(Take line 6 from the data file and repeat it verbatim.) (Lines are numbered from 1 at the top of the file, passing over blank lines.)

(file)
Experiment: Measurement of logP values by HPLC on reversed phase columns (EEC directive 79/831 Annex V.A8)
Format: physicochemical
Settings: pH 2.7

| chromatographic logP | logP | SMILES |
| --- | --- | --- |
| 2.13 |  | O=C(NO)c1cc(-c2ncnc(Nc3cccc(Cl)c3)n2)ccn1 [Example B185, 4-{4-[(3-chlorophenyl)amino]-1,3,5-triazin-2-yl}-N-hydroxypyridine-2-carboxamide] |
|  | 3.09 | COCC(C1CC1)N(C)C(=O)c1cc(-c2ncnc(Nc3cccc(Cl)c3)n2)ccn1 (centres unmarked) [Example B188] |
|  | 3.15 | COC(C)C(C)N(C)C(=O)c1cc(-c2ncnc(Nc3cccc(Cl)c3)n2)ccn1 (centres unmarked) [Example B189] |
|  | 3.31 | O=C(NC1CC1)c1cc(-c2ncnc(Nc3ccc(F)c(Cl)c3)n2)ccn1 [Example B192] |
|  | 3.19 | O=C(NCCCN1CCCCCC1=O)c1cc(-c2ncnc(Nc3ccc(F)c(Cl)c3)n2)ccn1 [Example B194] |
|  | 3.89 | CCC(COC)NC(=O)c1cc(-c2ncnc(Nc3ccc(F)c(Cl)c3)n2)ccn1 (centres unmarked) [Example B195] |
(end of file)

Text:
| 2.13 |  | O=C(NO)c1cc(-c2ncnc(Nc3cccc(Cl)c3)n2)ccn1 [Example B185, 4-{4-[(3-chlorophenyl)amino]-1,3,5-triazin-2-yl}-N-hydroxypyridine-2-carboxamide] |